Weight of 10 beqa - ROM2014_14144_40


Weight of 10 beqa

Medium:Basalt, carved and smoothed
Geography: Possibly excavated at Naukratis, Egypt
Date: c. 1400-1200 BC
Period: Late 18th to early 19th Dynasty, New Kingdom
4.5 × 3.7 × 3.2 cm, 125.1 g
Object number: 909.80.404
Not on view

Currency in the form of coins was introduced into Egypt during the Late Period, but for most of Ancient Egyptian history a barter-exchange system based on the value of various weights of silver or copper was used.  Goods were valued in terms of how much copper or silver would be required to buy them, and then exchanged for other goods with the same value in metal.  For example, an Ostracon from Deir el Medina, #73, verso, described by Jac Jansen in Commodity Prices from the Ramesside Period (Leiden, 1975) gives an example of a coffin worth 25.5 deben of copper, which was purchased for two goats, one pig, two sycamore logs, and 13.5 deben of actual copper. There are many such exchanges recorded from Ancient Egypt.  Units of grain and oils were also used in exchange-barter.  As in modern economies, rates of exchange varied with supply. The weight, in grams, of a deben changed from the Old and New Kingdoms to the Late Period, but a qedet, (also known as a kite) was always valued at one tenth of a deben.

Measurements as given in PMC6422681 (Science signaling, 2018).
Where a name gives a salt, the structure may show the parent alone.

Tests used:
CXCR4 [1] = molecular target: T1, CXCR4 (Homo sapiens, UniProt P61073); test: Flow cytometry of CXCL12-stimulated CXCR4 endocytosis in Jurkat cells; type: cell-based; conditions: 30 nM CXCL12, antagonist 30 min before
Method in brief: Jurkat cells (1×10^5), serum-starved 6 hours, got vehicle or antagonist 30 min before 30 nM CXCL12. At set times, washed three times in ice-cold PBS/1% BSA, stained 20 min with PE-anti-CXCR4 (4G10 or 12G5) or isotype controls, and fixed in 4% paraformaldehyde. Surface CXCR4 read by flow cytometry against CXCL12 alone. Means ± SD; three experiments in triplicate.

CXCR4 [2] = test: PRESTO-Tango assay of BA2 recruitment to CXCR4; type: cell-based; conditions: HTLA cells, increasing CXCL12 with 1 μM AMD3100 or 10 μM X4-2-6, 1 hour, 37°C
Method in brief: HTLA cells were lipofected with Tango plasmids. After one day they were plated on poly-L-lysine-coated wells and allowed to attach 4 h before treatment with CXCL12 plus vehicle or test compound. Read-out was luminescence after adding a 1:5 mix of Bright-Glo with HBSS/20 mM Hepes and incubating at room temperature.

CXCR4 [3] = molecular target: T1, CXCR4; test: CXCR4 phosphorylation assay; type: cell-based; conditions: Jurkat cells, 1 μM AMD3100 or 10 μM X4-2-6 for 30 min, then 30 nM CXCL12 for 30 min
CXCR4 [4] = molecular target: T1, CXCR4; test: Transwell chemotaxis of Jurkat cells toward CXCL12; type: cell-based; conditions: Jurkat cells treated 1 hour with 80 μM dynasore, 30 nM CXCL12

In addition to the ordinary system of deben and qedet, the Ancient Egyptians also used a system called the ‘gold standard’ as the weights often have the hieroglyph for ‘gold’ on them. This beqa system was in use at least from the time of King Khufu during the Age of the Pyramids. The name of this standard comes from Palestine, and is mentioned in the Bible for the poll tax in Exodus 36:26.  Weights in this system often have names on them, and are frequently carved of beautiful stones.

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